Dead Boys - Biography
By Scott Feemster
Though the Dead Boys only released two studio albums and were really only active for around 3 or 4 years, their all-out, nihilistic punk assault on music has reverberated for many years and has been an influence on almost any band calling themselves a punk band. Arguably, they are one of a handful of American bands that could truly be called one of the godfathers of punk.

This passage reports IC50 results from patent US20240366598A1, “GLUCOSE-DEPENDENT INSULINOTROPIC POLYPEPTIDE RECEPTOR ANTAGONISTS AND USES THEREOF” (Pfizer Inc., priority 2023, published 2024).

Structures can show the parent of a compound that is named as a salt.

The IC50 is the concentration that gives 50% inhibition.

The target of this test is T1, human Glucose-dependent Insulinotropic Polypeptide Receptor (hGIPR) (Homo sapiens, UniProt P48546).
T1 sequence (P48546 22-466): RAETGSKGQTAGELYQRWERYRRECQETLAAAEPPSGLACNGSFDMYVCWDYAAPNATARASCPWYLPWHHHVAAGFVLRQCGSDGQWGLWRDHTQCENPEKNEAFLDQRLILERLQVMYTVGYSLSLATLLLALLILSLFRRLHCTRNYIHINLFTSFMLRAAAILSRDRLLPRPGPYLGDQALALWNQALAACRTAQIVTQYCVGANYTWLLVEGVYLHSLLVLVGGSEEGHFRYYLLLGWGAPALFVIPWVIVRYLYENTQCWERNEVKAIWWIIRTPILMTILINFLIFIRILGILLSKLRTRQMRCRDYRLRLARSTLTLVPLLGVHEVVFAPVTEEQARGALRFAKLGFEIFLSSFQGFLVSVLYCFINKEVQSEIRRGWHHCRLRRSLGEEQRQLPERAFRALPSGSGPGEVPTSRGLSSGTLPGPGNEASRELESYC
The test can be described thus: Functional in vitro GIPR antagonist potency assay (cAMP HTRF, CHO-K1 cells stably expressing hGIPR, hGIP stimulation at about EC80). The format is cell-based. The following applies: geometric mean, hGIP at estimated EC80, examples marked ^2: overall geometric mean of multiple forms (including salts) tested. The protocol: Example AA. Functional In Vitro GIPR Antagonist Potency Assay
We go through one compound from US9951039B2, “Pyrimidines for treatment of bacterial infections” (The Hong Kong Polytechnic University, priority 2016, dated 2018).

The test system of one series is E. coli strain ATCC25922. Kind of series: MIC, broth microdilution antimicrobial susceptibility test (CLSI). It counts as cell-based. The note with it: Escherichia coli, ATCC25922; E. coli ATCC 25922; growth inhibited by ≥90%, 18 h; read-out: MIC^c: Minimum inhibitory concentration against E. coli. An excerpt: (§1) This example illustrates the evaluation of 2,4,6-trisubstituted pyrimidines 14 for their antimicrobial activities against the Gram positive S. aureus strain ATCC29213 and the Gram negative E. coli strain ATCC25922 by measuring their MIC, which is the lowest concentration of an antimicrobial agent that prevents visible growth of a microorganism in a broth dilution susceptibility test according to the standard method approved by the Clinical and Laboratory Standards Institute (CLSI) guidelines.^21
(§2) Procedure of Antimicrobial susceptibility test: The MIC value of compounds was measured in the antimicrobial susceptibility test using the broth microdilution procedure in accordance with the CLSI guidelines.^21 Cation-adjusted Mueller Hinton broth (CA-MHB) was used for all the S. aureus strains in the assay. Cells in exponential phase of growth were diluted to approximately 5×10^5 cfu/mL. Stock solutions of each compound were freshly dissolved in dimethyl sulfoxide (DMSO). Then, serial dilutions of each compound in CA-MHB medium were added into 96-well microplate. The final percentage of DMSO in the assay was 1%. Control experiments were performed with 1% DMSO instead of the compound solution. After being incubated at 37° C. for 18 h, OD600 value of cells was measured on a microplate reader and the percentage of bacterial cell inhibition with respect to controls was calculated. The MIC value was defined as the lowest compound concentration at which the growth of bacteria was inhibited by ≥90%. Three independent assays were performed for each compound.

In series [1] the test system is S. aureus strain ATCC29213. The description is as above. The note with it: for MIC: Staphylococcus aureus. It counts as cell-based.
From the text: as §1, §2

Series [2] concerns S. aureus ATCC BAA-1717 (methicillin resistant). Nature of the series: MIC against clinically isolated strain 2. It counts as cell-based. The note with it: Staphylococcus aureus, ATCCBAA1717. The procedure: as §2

The band that would eventually become the Dead Boys originally started in Cleveland, Ohio out of the ashes of another well-regarded cult band, Rocket from the Tombs. Rocket from the Tombs were an early '70's proto-punk/art-rock band that included in its members guitarist Gene O'Connor, who would later be known as Cheetah Chrome, drummer John Madansky, who would later be called Johnny Blitz, along with vocalist David Thomas and guitarist Peter Laughner, who would go on to form Pere Ubu. The sound of the band was a bit too arty for Chrome and Blitz, who favored more raucous fare like Alice Cooper, the Stooges, and the New York Dolls. By 1975, Chrome and Blitz departed Rocket From The Tombs, and decided to form a new band that better fit in with their idea of rock and roll. The two recruited second guitarist William Wilden, now dubbed Jimmy Zero, bassist Jeff Halmagy, renamed Jeff Magnum, and most importantly, vocalist Steve Bator, who tweaked his name slightly to his stage persona, Stiv Bators. The new group called themselves Frankenstein, and performed their first gig on Halloween in 1975. Frankenstein recorded a three song demo tape, and managed to play only four gigs before being shut out of most of Cleveland's more conservative venues. Frustrated, the band broke up after only three months together. Bators took a trip to New York City over Easter in 1976 at the invitation of his friend, former New York Dolls guitarist Johnny Thunders. Bators liked all of what was going on in New York at the time, especially the music scene which was just heating up in venues like the Bowery's CBGB's and Max's Kansas City. When he returned to Cleveland, he made it his mission to move Frankenstein to New York where they would have a better chance to play and make a name for themselves. The group renamed themselves the Dead Boys, after a line in one of their songs, and moved to New York in July of 1976, minus bassist Magnum. Earlier the group had made friends with the Ramones when they played a gig in Youngstown, Ohio, so when they arrived in New York, Bators contacted Joey Ramone and asked if he could get them a tryout gig at CBGB's. Bator's go-for-broke performance style, similar to Iggy Pop's style when he was in the Stooges, and the band's snarling aggression made a big impression on New York crowds. Not only did the Dead Boys go over well with the CBGB's crowd, but they enlisted CBGB's owner Hilly Kristal to be their manager, and soon after signed a recording contract with Sire Records.